These are the biggest benefits I've found from trying new hobbies

1. Meeting new people

Meeting a whole range of new, interesting and different people has been one of my favourite aspects of trying new things. I have met people from all walks of life, that I wouldn't have had the opportunity had I not just said 'yes'.

Women both older and younger than me, with different attitudes and perspectives. I have learnt so much about myself and others, and the more I put myself out there the easier it became.

Making new friends as an adult can be scary, and something a lot of people in new environments struggle with. Connecting over a common activity is such a simple, beneficial way to cut through the small talk and increase your chances of meeting like-minded people.

HATTIE'S ADVICE: I cleared my 'incurable' brain fog and eased my anxiety in 10 minutes – here's how 

2. Learning to prioritise yourself

One of my favourite mottos is 'self-care isn't selfish', and now more than ever this rings true for me. It's so easy for us to lose ourselves in the daily stresses of life, without looking out for ourselves or prioritising our own needs. Just taking an hour for you, even if it's just once a week, to do something you actually enjoy and makes you feel good is so worthwhile. Focusing on your happiness, even if it’s just for a short time, will allow you to be a better version of you, a better wife, mum, friend, daughter – and there's nothing selfish about that!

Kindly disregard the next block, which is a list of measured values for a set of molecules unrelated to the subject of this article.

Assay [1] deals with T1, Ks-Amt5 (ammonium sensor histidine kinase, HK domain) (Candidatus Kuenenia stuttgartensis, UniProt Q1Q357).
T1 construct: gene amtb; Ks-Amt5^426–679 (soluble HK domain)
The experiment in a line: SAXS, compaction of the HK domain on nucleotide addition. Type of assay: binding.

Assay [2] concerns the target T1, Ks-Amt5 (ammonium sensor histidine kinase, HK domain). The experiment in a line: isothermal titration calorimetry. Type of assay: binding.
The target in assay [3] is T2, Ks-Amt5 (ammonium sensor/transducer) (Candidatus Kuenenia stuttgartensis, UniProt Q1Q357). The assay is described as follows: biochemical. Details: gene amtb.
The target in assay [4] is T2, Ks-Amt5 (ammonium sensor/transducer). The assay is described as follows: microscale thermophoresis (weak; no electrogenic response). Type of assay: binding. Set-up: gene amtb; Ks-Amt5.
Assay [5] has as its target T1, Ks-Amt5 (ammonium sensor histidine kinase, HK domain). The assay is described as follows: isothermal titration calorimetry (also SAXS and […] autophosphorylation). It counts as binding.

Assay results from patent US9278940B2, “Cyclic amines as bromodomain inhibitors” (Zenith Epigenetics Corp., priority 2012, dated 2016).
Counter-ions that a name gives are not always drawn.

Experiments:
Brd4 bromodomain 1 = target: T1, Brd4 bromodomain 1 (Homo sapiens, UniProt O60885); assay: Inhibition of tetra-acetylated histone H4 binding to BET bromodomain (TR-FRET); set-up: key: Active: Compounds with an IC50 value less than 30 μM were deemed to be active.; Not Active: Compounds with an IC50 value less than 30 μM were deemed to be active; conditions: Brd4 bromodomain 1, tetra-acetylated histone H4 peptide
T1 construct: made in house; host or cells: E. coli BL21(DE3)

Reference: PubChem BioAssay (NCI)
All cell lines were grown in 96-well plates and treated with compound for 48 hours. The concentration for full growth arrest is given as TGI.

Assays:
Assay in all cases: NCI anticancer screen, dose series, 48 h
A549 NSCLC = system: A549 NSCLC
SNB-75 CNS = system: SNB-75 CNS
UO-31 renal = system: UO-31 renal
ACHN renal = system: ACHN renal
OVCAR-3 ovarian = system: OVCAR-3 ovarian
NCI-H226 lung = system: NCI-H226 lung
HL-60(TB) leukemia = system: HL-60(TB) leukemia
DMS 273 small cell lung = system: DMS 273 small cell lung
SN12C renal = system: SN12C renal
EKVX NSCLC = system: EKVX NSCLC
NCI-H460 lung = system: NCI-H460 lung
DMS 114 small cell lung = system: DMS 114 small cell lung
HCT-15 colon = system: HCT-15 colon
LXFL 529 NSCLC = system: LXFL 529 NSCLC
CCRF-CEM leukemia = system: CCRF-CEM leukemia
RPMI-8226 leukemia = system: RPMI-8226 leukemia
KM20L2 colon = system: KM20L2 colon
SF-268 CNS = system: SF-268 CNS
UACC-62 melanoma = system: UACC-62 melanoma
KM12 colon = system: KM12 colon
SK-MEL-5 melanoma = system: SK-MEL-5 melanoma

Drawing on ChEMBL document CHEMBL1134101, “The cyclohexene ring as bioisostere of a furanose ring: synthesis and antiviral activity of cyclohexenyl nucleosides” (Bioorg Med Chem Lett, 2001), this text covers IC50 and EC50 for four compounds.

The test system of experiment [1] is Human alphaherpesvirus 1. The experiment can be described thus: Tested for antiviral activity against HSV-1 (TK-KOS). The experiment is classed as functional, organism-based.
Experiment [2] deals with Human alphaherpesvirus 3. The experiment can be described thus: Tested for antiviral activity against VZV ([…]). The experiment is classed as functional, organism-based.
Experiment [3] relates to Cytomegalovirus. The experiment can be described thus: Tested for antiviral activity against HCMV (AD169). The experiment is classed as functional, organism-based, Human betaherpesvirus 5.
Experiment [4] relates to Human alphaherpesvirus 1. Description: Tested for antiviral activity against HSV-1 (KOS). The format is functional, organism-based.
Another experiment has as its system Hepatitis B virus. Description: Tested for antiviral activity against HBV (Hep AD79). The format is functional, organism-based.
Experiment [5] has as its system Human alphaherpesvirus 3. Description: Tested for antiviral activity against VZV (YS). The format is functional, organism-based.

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3. A chance to switch off

Whether you dabble in gardening, join a netball club or pick up a paintbrush – it's likely that your new hobby will get you off a screen and create space for some calm in your mind. You can't put a price on that!

INSPIRATION: I ditched my phone for a whole week – here's what I learned 

4. Having FUN!

As adults we can become so stuck in our ways. We've learnt what we're good at and to avoid what we're not. Perhaps for fear of judgement, looking silly or being laughed at.

When was the last time you let your guard down and just had FUN? Pure, unadultered, silly happy fun. Nothing will give you an endorphin hit or boost your dopamine like learning a new skill or trying something out of your comfort zone.

5. Shifting your focus

When I look back at my old life, I'm not sure what I was so busy doing. I just remember being busy. I have consciously re-focused my priorities, in order to start actually enjoying life and feeling happy.

I have made several lifestyle changes (prioritising sleep, no alcohol and more daily movement to name a few) and this has given me the gift of time, and time feeling energised and happy.

So whether I use this new sense of freedom to make something funky in a pottery class, spend some time in the garden trying to grow vegetables or hiking a harder route, I know that my mind body and soul are all reaping the rewards.

Follow Hattie on Instagram here and find out how to work with her here